New Delhi: Amid speculation over whether India will accept foreign aid for flood-hit Kerala, the European Union (EU) seems to have found a solution—channel aid through the Indian Red Cross Society (IRCS).
A press release from the EU office in New Delhi said the EU “has allocated an initial contribution of €190,000 in humanitarian aid funding to support the IRCS for immediate relief assistance. The aid will directly benefit 25,000 from among the most affected people in some of the worst-hit areas of the state."
This comes after foreign ministry spokesman Raveesh Kumar on Wednesday clarified that while India would not be accepting aid channelled by governments “in line with the existing policy", contributions to the Prime Minister’s Relief Fund and the Chief Minister’s Relief Fund from NRIs, PIOs “and international entities such as foundations would, however, be welcome".
According to people familiar with the matter, the EU routing aid through the IRCS was in line with India’s accepted procedures.
According to the EU, its funding though the IRCS “will ensure much needed assistance through the distribution of essential shelter and household items including tarpaulins and kitchen sets. As outbreaks of vector-borne diseases such as dengue, chikungunya and malaria are common following flooding, mosquito nets are also being provided, while disease prevention and hygiene promotion activities are being conducted. Special attention will be placed on the most vulnerable populations," the statement said.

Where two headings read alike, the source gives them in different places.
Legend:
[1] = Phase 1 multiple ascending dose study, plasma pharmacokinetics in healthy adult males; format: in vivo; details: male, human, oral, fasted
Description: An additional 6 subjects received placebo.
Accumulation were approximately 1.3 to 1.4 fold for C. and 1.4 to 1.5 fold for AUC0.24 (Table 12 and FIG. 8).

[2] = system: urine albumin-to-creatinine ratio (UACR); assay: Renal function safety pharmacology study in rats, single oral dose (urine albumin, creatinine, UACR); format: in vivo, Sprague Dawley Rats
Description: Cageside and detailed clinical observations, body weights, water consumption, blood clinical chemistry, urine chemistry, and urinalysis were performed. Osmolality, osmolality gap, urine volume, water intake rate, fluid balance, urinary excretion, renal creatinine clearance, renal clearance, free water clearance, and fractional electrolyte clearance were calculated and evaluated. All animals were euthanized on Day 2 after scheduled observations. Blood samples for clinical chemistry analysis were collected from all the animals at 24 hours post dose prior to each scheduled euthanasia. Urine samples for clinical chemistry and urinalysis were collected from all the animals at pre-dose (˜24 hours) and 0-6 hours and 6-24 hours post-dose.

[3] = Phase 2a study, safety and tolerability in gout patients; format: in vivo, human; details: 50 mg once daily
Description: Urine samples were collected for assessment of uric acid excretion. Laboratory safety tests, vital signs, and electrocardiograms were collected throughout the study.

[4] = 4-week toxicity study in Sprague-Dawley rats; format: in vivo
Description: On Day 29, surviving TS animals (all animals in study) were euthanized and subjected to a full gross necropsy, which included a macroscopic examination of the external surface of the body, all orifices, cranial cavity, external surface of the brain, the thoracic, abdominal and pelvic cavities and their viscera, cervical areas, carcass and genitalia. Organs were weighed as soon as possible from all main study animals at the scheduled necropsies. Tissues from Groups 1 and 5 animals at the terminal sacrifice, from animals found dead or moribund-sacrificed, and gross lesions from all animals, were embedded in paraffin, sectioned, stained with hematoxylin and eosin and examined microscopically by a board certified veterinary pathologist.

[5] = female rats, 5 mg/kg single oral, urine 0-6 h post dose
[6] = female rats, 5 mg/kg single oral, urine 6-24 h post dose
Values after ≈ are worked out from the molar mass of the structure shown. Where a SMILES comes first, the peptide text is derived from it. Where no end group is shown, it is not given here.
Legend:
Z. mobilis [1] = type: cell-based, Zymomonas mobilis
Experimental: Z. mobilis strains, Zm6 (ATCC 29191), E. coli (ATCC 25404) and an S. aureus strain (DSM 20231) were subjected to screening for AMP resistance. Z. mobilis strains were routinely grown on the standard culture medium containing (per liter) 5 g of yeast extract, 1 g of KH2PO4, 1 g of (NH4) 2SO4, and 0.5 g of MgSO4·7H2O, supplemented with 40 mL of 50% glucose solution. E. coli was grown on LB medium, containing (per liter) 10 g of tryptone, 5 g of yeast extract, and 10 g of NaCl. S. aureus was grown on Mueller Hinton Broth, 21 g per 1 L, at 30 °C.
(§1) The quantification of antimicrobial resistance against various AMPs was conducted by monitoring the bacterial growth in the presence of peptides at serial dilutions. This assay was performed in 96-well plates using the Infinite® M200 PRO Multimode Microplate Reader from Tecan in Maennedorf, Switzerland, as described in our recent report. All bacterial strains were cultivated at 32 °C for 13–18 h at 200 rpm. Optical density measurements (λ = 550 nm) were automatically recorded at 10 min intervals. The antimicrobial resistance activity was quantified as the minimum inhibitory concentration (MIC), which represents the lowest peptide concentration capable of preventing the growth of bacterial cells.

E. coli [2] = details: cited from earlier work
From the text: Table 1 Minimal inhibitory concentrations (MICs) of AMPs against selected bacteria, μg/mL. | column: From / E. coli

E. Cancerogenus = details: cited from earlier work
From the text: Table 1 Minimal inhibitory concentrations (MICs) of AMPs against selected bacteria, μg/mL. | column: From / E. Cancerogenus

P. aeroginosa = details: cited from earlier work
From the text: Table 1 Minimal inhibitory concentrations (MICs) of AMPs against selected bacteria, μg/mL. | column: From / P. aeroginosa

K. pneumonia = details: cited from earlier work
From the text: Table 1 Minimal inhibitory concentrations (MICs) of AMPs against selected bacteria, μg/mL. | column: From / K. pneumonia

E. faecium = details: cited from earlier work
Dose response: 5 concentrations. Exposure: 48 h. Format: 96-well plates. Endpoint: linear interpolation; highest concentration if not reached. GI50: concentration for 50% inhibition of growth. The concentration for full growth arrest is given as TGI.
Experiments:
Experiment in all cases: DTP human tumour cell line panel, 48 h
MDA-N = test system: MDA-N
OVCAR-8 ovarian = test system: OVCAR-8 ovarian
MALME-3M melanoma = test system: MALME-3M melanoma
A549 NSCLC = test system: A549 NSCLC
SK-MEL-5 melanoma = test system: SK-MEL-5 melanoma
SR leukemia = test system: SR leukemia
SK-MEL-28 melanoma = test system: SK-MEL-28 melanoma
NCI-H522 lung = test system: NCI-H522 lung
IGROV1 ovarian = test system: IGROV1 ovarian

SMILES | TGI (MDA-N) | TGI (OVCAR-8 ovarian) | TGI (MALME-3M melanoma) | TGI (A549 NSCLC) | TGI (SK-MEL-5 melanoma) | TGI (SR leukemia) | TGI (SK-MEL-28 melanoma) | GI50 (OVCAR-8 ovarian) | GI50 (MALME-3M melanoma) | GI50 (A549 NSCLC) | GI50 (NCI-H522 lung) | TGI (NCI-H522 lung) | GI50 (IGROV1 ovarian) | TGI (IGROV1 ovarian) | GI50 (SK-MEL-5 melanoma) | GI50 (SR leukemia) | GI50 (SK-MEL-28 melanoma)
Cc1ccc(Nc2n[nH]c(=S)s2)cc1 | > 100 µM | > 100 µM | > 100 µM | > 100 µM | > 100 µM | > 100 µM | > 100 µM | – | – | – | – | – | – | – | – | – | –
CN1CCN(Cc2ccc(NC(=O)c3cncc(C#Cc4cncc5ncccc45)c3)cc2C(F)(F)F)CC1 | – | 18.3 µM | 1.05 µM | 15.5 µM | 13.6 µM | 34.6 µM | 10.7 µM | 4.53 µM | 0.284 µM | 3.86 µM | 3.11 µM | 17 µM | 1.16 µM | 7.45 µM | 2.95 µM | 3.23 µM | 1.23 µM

The funding is part of the EU’s overall contribution to the Disaster Relief Emergency Fund (DREF) of the International Federation of Red Cross and Red Crescent Societies (IFRC), it said. An expert from the European Civil Protection and Humanitarian Operations (ECHO) has also been deployed to further assess the situation, it added.
India’s refusal to accept assistance from countries like the United Arab Emirates on Wednesday drew criticism from Kerala’s finance minister Thomas Isaac, who pointed out in a Twitter post that under the National Disaster Management Plan (NDMP) 2016, India “may" accept aid “if the national government of another country voluntarily offers assistance as a goodwill gesture in solidarity with the disaster victims".
A person familiar with the development pointed out that the section quoted by the Kerala finance minister does not make it incumbent on the central government to accept international aid.
Analysts like former foreign secretary Lalit Mansingh were of the view that India should not refuse outright all offers of aid in a humanitarian disaster situation but take the particular state’s concerns and requests on board and fine-tune the central government’s response to the international assistance offers. In 2001, after the Gujarat earthquake, the BJP state government was selective in its acceptance of aid from the international community, Mansingh said. “New Delhi accepted (international) aid that was wanted by the state government," he said, adding India had refused medicines, for example, deeming it had enough supplies at home.